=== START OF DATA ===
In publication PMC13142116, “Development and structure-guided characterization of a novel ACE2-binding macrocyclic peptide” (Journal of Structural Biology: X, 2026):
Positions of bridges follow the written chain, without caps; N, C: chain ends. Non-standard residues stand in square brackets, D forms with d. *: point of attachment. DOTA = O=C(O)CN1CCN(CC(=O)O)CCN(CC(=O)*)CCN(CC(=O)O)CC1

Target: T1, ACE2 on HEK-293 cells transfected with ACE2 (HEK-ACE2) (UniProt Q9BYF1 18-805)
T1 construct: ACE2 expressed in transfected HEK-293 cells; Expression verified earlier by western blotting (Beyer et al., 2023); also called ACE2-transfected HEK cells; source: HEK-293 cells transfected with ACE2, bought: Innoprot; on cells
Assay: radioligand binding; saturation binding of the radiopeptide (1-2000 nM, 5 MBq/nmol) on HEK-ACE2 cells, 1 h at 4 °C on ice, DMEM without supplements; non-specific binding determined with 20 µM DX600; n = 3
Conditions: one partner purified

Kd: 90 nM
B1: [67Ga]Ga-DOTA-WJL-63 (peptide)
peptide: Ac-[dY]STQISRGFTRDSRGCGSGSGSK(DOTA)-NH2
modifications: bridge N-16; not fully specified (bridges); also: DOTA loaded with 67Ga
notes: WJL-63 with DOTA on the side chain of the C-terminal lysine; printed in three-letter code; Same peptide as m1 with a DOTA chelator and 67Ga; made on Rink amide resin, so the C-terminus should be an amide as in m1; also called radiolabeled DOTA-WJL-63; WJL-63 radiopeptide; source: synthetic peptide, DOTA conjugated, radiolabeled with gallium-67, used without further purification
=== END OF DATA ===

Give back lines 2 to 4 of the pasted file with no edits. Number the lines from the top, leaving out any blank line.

Positions of bridges follow the written chain, without caps; N, C: chain ends. Non-standard residues stand in square brackets, D forms with d. *: point of attachment. DOTA = O=C(O)CN1CCN(CC(=O)O)CCN(CC(=O)*)CCN(CC(=O)O)CC1

Target: T1, ACE2 on HEK-293 cells transfected with ACE2 (HEK-ACE2) (UniProt Q9BYF1 18-805)
T1 construct: ACE2 expressed in transfected HEK-293 cells; Expression verified earlier by western blotting (Beyer et al., 2023); also called ACE2-transfected HEK cells; source: HEK-293 cells transfected with ACE2, bought: Innoprot; on cells